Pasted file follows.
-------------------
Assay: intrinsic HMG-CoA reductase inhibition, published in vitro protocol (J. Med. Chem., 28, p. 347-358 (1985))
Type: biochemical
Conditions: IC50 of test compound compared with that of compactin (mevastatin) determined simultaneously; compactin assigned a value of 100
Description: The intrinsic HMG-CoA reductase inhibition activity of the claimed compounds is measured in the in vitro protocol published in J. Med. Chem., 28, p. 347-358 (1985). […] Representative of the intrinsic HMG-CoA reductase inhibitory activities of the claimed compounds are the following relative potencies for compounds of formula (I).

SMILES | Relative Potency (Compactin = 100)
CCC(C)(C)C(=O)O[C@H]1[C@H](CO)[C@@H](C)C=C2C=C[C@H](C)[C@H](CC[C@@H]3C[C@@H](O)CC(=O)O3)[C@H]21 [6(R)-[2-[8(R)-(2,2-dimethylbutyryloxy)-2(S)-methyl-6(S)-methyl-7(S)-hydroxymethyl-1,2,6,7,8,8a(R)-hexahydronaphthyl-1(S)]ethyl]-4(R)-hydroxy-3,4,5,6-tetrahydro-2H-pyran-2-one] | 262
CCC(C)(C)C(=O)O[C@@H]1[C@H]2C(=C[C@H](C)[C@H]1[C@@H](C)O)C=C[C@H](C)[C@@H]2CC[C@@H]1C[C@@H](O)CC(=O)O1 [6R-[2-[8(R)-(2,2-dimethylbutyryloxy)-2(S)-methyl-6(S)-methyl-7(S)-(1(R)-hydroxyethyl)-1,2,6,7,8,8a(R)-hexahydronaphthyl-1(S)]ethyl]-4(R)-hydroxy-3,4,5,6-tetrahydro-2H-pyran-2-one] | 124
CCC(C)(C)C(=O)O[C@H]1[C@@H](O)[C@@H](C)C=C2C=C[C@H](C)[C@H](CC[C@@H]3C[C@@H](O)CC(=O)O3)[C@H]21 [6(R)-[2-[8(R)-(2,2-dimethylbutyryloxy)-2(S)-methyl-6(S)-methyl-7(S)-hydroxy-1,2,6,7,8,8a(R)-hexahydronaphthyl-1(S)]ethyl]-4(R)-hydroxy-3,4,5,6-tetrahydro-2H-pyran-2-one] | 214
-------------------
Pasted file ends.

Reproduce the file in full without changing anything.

Assay: intrinsic HMG-CoA reductase inhibition, published in vitro protocol (J. Med. Chem., 28, p. 347-358 (1985))
Type: biochemical
Conditions: IC50 of test compound compared with that of compactin (mevastatin) determined simultaneously; compactin assigned a value of 100
Description: The intrinsic HMG-CoA reductase inhibition activity of the claimed compounds is measured in the in vitro protocol published in J. Med. Chem., 28, p. 347-358 (1985). […] Representative of the intrinsic HMG-CoA reductase inhibitory activities of the claimed compounds are the following relative potencies for compounds of formula (I).

SMILES | Relative Potency (Compactin = 100)
CCC(C)(C)C(=O)O[C@H]1[C@H](CO)[C@@H](C)C=C2C=C[C@H](C)[C@H](CC[C@@H]3C[C@@H](O)CC(=O)O3)[C@H]21 [6(R)-[2-[8(R)-(2,2-dimethylbutyryloxy)-2(S)-methyl-6(S)-methyl-7(S)-hydroxymethyl-1,2,6,7,8,8a(R)-hexahydronaphthyl-1(S)]ethyl]-4(R)-hydroxy-3,4,5,6-tetrahydro-2H-pyran-2-one] | 262
CCC(C)(C)C(=O)O[C@@H]1[C@H]2C(=C[C@H](C)[C@H]1[C@@H](C)O)C=C[C@H](C)[C@@H]2CC[C@@H]1C[C@@H](O)CC(=O)O1 [6R-[2-[8(R)-(2,2-dimethylbutyryloxy)-2(S)-methyl-6(S)-methyl-7(S)-(1(R)-hydroxyethyl)-1,2,6,7,8,8a(R)-hexahydronaphthyl-1(S)]ethyl]-4(R)-hydroxy-3,4,5,6-tetrahydro-2H-pyran-2-one] | 124
CCC(C)(C)C(=O)O[C@H]1[C@@H](O)[C@@H](C)C=C2C=C[C@H](C)[C@H](CC[C@@H]3C[C@@H](O)CC(=O)O3)[C@H]21 [6(R)-[2-[8(R)-(2,2-dimethylbutyryloxy)-2(S)-methyl-6(S)-methyl-7(S)-hydroxy-1,2,6,7,8,8a(R)-hexahydronaphthyl-1(S)]ethyl]-4(R)-hydroxy-3,4,5,6-tetrahydro-2H-pyran-2-one] | 214